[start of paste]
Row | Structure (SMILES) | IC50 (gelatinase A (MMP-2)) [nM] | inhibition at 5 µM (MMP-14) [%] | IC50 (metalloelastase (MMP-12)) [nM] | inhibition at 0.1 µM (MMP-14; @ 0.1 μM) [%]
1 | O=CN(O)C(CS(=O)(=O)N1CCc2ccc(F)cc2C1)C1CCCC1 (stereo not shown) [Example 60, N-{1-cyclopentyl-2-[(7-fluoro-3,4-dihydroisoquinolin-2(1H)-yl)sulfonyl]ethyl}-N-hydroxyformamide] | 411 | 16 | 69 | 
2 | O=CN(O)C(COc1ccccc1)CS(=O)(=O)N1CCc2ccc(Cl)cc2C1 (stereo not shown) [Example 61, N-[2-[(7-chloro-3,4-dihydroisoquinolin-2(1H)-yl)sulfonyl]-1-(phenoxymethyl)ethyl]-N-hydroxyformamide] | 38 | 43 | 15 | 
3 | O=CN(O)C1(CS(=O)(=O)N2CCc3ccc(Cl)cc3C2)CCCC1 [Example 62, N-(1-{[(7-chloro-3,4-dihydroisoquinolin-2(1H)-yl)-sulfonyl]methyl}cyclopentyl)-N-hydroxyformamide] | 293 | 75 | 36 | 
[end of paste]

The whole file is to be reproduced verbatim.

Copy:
Row | Structure (SMILES) | IC50 (gelatinase A (MMP-2)) [nM] | inhibition at 5 µM (MMP-14) [%] | IC50 (metalloelastase (MMP-12)) [nM] | inhibition at 0.1 µM (MMP-14; @ 0.1 μM) [%]
1 | O=CN(O)C(CS(=O)(=O)N1CCc2ccc(F)cc2C1)C1CCCC1 (stereo not shown) [Example 60, N-{1-cyclopentyl-2-[(7-fluoro-3,4-dihydroisoquinolin-2(1H)-yl)sulfonyl]ethyl}-N-hydroxyformamide] | 411 | 16 | 69 | 
2 | O=CN(O)C(COc1ccccc1)CS(=O)(=O)N1CCc2ccc(Cl)cc2C1 (stereo not shown) [Example 61, N-[2-[(7-chloro-3,4-dihydroisoquinolin-2(1H)-yl)sulfonyl]-1-(phenoxymethyl)ethyl]-N-hydroxyformamide] | 38 | 43 | 15 | 
3 | O=CN(O)C1(CS(=O)(=O)N2CCc3ccc(Cl)cc3C2)CCCC1 [Example 62, N-(1-{[(7-chloro-3,4-dihydroisoquinolin-2(1H)-yl)-sulfonyl]methyl}cyclopentyl)-N-hydroxyformamide] | 293 | 75 | 36 | 